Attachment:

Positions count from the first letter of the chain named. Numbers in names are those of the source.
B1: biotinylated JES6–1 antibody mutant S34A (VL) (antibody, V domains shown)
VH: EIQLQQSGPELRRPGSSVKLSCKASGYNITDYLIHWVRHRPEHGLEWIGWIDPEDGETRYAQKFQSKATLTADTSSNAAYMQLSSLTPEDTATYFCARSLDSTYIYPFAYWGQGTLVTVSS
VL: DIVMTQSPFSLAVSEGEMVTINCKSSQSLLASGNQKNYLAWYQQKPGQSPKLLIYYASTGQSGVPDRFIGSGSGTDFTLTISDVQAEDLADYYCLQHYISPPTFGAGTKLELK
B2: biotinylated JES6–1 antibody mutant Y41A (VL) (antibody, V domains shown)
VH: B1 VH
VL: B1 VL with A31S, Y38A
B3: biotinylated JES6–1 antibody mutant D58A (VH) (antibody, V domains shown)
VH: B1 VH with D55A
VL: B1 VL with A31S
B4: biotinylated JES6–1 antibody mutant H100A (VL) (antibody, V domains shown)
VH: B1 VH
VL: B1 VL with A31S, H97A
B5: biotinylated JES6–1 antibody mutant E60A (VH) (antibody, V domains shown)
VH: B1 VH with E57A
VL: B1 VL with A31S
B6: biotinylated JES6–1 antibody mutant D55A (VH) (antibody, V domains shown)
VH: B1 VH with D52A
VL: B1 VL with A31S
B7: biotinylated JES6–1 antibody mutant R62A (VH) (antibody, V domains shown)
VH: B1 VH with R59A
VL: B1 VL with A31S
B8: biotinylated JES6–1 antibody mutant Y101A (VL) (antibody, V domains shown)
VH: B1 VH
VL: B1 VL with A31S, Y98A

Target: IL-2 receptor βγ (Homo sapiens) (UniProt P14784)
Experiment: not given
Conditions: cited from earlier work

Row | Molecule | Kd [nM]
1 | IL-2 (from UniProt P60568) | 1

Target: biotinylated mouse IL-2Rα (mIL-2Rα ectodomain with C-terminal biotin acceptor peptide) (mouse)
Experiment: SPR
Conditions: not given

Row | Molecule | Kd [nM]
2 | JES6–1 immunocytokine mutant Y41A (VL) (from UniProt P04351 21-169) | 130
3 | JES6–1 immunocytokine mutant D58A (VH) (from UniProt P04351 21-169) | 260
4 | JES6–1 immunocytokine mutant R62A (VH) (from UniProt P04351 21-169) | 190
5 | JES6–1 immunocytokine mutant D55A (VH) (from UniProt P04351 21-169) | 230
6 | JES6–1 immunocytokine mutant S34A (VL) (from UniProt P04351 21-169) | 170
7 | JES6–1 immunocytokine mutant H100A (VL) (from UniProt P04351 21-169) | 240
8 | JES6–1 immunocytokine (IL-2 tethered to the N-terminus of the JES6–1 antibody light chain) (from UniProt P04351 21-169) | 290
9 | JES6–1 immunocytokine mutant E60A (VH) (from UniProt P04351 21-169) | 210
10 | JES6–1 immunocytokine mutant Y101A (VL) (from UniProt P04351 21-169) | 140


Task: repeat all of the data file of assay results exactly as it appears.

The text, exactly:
Positions count from the first letter of the chain named. Numbers in names are those of the source.
B1: biotinylated JES6–1 antibody mutant S34A (VL) (antibody, V domains shown)
VH: EIQLQQSGPELRRPGSSVKLSCKASGYNITDYLIHWVRHRPEHGLEWIGWIDPEDGETRYAQKFQSKATLTADTSSNAAYMQLSSLTPEDTATYFCARSLDSTYIYPFAYWGQGTLVTVSS
VL: DIVMTQSPFSLAVSEGEMVTINCKSSQSLLASGNQKNYLAWYQQKPGQSPKLLIYYASTGQSGVPDRFIGSGSGTDFTLTISDVQAEDLADYYCLQHYISPPTFGAGTKLELK
B2: biotinylated JES6–1 antibody mutant Y41A (VL) (antibody, V domains shown)
VH: B1 VH
VL: B1 VL with A31S, Y38A
B3: biotinylated JES6–1 antibody mutant D58A (VH) (antibody, V domains shown)
VH: B1 VH with D55A
VL: B1 VL with A31S
B4: biotinylated JES6–1 antibody mutant H100A (VL) (antibody, V domains shown)
VH: B1 VH
VL: B1 VL with A31S, H97A
B5: biotinylated JES6–1 antibody mutant E60A (VH) (antibody, V domains shown)
VH: B1 VH with E57A
VL: B1 VL with A31S
B6: biotinylated JES6–1 antibody mutant D55A (VH) (antibody, V domains shown)
VH: B1 VH with D52A
VL: B1 VL with A31S
B7: biotinylated JES6–1 antibody mutant R62A (VH) (antibody, V domains shown)
VH: B1 VH with R59A
VL: B1 VL with A31S
B8: biotinylated JES6–1 antibody mutant Y101A (VL) (antibody, V domains shown)
VH: B1 VH
VL: B1 VL with A31S, Y98A

Target: IL-2 receptor βγ (Homo sapiens) (UniProt P14784)
Experiment: not given
Conditions: cited from earlier work

Row | Molecule | Kd [nM]
1 | IL-2 (from UniProt P60568) | 1

Target: biotinylated mouse IL-2Rα (mIL-2Rα ectodomain with C-terminal biotin acceptor peptide) (mouse)
Experiment: SPR
Conditions: not given

Row | Molecule | Kd [nM]
2 | JES6–1 immunocytokine mutant Y41A (VL) (from UniProt P04351 21-169) | 130
3 | JES6–1 immunocytokine mutant D58A (VH) (from UniProt P04351 21-169) | 260
4 | JES6–1 immunocytokine mutant R62A (VH) (from UniProt P04351 21-169) | 190
5 | JES6–1 immunocytokine mutant D55A (VH) (from UniProt P04351 21-169) | 230
6 | JES6–1 immunocytokine mutant S34A (VL) (from UniProt P04351 21-169) | 170
7 | JES6–1 immunocytokine mutant H100A (VL) (from UniProt P04351 21-169) | 240
8 | JES6–1 immunocytokine (IL-2 tethered to the N-terminus of the JES6–1 antibody light chain) (from UniProt P04351 21-169) | 290
9 | JES6–1 immunocytokine mutant E60A (VH) (from UniProt P04351 21-169) | 210
10 | JES6–1 immunocytokine mutant Y101A (VL) (from UniProt P04351 21-169) | 140